0:27:56.8 Ryan Fried: Sure, it can definitely be subjective, but for me, I think about the administrative overhead and then the production impact to applications. People in their job description other than us, it doesn't say to be secure. They need their applications to run. So I can give a good example of something we didn't do because I didn't think it was worth the bang for the buck. So another potential risk is let's say a server gets infected and they visit a command and controlled domain and download malware and they are infected. Straight from the server, didn't require a user to connect to it. Now one thing we could do is do Zero Trust where we only allow applications or servers to go to specific domains, certain websites. Realistically, servers don't go to a lot of websites but the work behind that is incredible. And I only know that because we tried it. There are so many domains on a website that things reach out to. So it would be an administrative nightmare and production impacting if let's say they download a new application, it doesn't work. And let's say it's someone in Asia or Europe and I'm the person doing it. So really what I think about is, what's the risk? The risk is our DNS not catching that domain, our EDR not catching that domain, our firewall not catching that domain, and it's a C2 server. Can a state actor do that? Sure. But for me that's not worth it because of how production impacting it can be. So we've done it other ways.

0:29:45.1 Raghu Nandakumara: Yep. And I have a similar experience, so I absolutely understand that. So what is the future for your Zero Trust program and how you think about that continued evolution? What does that look like?  

0:30:01.1 Ryan Fried: Yeah, I think from microsegmentation, making sure it's applied everywhere. Looking at different use cases, maybe more from a visibility perspective to figure out what's talking to what we look at public cloud and making sure we're using as least privilege as possible when it comes to roles and access and such. And in least privilege access in general across our active directory accounts, both in Azure and on-prem. Those are some of the big things we're working on.

0:30:29.6 Raghu Nandakumara: And you talked about cloud a few times. And, often organizations and practitioners differentiate between cloud security and traditional campus and data center security. And, actually, I was at an event earlier this week and on stage was essentially a person who ran DevOps or DevSecOps at a large financial organization. And what he said was, the problem we've created is by saying, “Okay, I do separate security differently or how I think about security differently for cloud vs. legacy, traditional, whatever you want to call it.” What are your thoughts? Because his perspective was you need to think about those in the same way so that you have consistent security.

0:31:18.0 Ryan Fried: I absolutely agree. The saying I always go by is the cloud is just an extension of your data center. Whether it's a VM, a Windows VM in the cloud or in your data center or under your desk. It still needs to get patched, it still needs the certain agents and it's a really dangerous view to view them separately. And I think it is taking some time to get used to, both from a security and infrastructure perspective. But like you said, the controls need to be similar. Now when you get to certain things like services and storage containers, those can be different. A VM is a VM, whether it's ephemeral or not. So you still do need that visibility and patching and such just like you would in your data center.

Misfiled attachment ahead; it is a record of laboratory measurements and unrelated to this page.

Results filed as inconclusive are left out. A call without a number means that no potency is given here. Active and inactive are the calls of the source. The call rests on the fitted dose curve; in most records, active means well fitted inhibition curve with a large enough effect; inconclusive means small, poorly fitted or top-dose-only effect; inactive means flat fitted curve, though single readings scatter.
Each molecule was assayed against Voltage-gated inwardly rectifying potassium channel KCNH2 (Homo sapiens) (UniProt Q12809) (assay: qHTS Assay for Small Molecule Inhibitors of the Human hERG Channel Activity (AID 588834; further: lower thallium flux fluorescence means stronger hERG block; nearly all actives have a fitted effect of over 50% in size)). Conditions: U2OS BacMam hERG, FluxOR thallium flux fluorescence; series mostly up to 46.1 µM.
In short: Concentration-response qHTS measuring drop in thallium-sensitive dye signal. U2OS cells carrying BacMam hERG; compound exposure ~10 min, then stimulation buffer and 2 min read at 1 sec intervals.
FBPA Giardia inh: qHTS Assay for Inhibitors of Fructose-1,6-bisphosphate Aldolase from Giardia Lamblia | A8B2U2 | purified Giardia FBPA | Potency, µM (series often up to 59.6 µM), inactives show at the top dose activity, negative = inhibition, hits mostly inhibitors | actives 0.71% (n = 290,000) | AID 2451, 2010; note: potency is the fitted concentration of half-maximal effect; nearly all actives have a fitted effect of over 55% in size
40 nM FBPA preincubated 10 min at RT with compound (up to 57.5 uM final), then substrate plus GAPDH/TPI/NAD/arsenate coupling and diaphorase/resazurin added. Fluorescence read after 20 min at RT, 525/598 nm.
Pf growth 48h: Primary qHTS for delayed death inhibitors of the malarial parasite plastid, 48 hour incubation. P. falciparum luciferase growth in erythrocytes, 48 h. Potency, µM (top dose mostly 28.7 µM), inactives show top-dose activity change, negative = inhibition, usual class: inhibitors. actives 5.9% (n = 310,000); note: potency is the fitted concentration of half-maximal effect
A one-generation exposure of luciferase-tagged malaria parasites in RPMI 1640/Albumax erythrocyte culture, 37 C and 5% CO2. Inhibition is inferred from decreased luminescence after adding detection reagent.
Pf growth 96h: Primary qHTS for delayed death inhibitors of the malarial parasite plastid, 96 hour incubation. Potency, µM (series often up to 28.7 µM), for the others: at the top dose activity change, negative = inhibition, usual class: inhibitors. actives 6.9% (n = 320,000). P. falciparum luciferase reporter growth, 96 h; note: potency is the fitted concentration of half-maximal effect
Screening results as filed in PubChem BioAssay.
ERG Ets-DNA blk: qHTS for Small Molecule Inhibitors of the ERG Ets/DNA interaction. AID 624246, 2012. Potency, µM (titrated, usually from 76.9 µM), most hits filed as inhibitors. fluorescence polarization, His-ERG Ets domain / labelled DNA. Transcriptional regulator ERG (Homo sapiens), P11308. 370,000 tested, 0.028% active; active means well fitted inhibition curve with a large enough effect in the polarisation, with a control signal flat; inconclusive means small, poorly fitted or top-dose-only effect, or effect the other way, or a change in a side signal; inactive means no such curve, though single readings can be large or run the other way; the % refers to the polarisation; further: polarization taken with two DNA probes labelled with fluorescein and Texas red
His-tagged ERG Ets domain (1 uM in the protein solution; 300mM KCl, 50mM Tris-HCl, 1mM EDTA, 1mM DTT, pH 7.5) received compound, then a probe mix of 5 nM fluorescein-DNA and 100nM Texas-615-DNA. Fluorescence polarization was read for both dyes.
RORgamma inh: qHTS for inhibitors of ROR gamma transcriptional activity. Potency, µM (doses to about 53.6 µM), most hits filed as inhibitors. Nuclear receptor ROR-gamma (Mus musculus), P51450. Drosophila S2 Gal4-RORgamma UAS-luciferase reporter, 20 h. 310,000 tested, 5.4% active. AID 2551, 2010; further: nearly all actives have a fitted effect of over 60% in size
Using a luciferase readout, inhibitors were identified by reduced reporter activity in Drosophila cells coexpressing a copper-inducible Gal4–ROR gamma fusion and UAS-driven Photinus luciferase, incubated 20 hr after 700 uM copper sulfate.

0:32:04.6 Raghu Nandakumara: So what sort of, now when you look at, what you are looking at into the future. What are the trends, technologies that really excite you? I know you've spoken a bit about your passion project, but what are you really looking forward to happening in the cybersecurity world?  

0:32:24.8 Ryan Fried: Yeah, I think just improvements in asset management, like we talked about, more of that API-based approach to figure out what's your total asset count. That's a hard thing to find out, but I also think in the coming years we'll see some more technology around API security. I think that's something that companies probably have more exposure than they realize, especially if they have applications, calling applications in your network or more likely in other staff-based applications or networks. And you might have no idea what kind of security you have for that. So I'm really excited to see that technology to find out where are your APIs and what kind of security do you have around them. And then having that developer-based approach where, that's not my expertise, but I would love a tool that it’ll put it in the developer language and with the proper criticality so they can fix it.

0:33:19.3 Raghu Nandakumara: And actually, you hinted on developer and we hear a lot of terms like DevSecOps and a shift-left and secure by design or secure by default. I'm by no means an expert in any of these terms, but I'm... I'm dangerous enough that I've read them and that I can blurt them out. What do these mean to you and what do they mean to what you do as a practitioner?